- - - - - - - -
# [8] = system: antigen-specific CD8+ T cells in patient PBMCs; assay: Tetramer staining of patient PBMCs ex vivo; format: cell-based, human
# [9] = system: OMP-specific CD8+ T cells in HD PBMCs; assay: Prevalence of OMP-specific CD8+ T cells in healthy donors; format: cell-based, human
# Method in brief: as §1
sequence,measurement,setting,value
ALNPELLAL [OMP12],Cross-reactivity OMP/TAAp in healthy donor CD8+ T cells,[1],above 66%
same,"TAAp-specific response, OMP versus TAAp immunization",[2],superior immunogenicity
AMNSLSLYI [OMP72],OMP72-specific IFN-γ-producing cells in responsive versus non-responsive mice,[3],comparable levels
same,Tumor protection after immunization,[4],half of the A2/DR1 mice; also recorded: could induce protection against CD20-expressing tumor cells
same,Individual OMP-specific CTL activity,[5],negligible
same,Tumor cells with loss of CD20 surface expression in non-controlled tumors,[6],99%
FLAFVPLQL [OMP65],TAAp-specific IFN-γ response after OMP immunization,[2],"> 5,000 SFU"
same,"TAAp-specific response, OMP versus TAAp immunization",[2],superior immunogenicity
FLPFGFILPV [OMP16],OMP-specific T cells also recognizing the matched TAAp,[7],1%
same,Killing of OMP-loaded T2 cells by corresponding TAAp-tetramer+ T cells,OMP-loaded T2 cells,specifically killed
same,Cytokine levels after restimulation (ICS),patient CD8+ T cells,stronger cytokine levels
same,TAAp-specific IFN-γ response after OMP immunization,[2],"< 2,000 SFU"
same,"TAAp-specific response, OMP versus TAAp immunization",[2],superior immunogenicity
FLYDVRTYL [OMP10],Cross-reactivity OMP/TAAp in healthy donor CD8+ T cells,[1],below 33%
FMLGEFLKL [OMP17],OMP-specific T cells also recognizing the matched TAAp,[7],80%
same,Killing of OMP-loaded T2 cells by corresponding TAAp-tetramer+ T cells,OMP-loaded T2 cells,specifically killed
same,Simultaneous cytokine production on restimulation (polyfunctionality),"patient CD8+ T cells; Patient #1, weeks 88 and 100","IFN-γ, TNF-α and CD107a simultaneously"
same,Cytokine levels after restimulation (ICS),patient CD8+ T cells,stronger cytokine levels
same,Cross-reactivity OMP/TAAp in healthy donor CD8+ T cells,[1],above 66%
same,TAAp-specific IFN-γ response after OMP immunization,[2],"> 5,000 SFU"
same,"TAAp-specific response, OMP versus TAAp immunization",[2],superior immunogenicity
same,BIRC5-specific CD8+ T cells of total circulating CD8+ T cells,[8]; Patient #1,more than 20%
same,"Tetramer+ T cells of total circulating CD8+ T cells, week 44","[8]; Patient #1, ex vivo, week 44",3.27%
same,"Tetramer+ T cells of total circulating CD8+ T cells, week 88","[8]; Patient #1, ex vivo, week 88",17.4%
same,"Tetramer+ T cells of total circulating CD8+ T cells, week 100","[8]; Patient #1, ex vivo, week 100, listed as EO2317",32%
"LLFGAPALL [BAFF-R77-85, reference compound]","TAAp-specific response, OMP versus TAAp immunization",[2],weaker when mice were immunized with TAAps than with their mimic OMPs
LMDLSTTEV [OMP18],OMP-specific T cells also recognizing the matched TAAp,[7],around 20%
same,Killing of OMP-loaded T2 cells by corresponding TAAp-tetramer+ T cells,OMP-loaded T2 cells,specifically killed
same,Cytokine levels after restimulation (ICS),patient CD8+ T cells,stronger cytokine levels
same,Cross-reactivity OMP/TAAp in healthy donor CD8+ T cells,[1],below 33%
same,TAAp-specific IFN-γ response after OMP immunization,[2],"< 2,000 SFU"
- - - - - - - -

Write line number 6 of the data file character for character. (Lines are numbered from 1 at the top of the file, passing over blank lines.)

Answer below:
same,"TAAp-specific response, OMP versus TAAp immunization",[2],superior immunogenicity